On his “To Be Read” pile
At any given time, there should be avalanche warnings in effect with regard to my bedside table. Just now, the few closest to being read are Kenzabur? ?e’s Teach Us to Outgrow Our Madness, a collection of four novellas that I am halfway through, but taking in slow bites, and Norman Mailer’s Advertisements for Myself, an anthology of essays and stories that has just been reissued as a Penguin Classic and Derek Walcott’s The Star-Apple Kingdom (a re-read), both of which I’ve been dipping into and out of for the past couple of weeks. Still untouched, but itching to be devoured, are: Heat and Dust, by Ruth Prawer Jhabvala, The Flanders Road, by Claude Simon, and Anne Tyler’s latest novel, The Clock Dance. And that’s just the tip of a very large iceberg. I love books in translation for how they take me beyond my own world, and when I am rewriting I read a lot of poetry.
I love to travel, and to expose myself to and try to absorb at least a flavour of other cultures. I am looking less for a sense of peace than to feel lost, or small within my surroundings. I’ve been to many interesting places in my life (I was, for example, once almost eaten by lions in Kenya…), and they have frequently seeped into stories, and this is just as true of places at home as abroad.
I read that a lot of what writers draw on came from the first seven or eight years of their lives. To children everything is new, and every new experience seems brimming with life and detail, even the small moments that adults take for granted. When we travel, especially to places that are physically and culturally very different, it may be that this childlike wonder stirs within us again. I don’t think it matters where we go as long as we can open ourselves up in this way.
On My Coney Island Baby
I started writing My Coney Island Baby in 2010, initially as a short story. But months after I’d finished I found myself still thinking about the characters. It took a while to realise that there was still more of their story to be told. That summer, I’d fallen into a long-distance romance.
I am introverted by nature, and generally lack confidence, and short stories have long been my way of making sense of the world and my place in it. So, the novel was how I came to terms with the turn my life was taking. Of course, the final result is fiction: the extra-marital aspect is added for dramatic reasons, and the setting and various other elements work as allusion or symbolically, but this is the most of myself I’ve ever put on the page. It took seven years to complete, because it’s not always comfortable to stand so close to the fire.
On lasting impressions
I only visited Coney Island once, for an afternoon, nearly twenty years ago. It was a place I’d always wanted to see, for no particular reason that I can recall now. I had a fantasy of it in my head, and if what I found wasn’t quite that then it didn’t really matter too much. I’d read Ferlinghetti’s collection of poems, A Coney Island of the Mind, (a phrase, I’d later learn, that was coined by Henry Miller) and that notion, more than the poems themselves even, of a kind of dreamscape almost, really stuck with me.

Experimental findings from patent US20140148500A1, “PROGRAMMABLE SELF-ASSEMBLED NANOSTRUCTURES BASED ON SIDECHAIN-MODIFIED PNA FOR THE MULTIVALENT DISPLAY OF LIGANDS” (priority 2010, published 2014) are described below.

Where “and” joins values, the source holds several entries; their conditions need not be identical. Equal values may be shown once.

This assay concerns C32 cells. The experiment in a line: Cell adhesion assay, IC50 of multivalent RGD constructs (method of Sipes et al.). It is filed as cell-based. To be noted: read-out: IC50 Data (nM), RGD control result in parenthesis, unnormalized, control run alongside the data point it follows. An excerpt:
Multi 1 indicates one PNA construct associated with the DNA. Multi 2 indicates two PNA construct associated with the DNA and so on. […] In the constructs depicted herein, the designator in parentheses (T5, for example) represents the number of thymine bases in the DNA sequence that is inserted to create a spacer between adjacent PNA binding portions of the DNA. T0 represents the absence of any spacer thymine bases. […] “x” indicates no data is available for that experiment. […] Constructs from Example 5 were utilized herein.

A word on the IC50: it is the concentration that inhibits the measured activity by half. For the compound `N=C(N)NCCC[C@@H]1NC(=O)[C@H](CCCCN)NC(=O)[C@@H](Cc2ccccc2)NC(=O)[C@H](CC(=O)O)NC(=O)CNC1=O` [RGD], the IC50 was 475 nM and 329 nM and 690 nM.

In writing about the place, I found I’d kept onto a lot of the sensory impressions, but I also didn’t want to limit myself to merely that. I wanted the associations, the faded grandeur of a vibrant golden past contrasting with a more down-at-heel present, to stand as a reflection of the lives and relationship of the novel’s main characters, Michael and Caitlin.
On everyday wonders
Every life has its stories attached, and that’s always a fascination. And everything happens on the street where we live. Love stories, family feuds, domestic violence, abuse, crime, tragedy and moments of joy and staggering beauty; all the ingredients for great stories are right there, if we only allow ourselves to properly listen and to see. These are what keep the world turning. Hollywood has nothing on the average Irish street. And it’s in the details, the minutiae, that we catch the essence of reality. I suppose, when you really think about it, there’s nothing entirely ordinary about any life. It’s a matter of context, and perspective.
On what’s next
Well, My Coney Island Baby looks set to run for a while. It’ll be published by Harper in the US in April, and there are translations in the works that will see it come out in (so far…) eight languages over the next year or so, starting with French in March (from Grasset) and Dutch in early summer (from Ambo Anthos). I published my first short story twenty years ago, and all of this has really been such a wonderful and thoroughly unexpected surprise. It’s life-changing stuff, and I don’t think the magnitude of the whole thing has fully registered with me yet.
Beyond the novel, Jonathan Cape (and Harper, in the States) will publish a new collection of my short stories in 2020, entitled The Boatman and Other Stories; and I am making good progress on a new novel, though the end of that is still a long way from sight.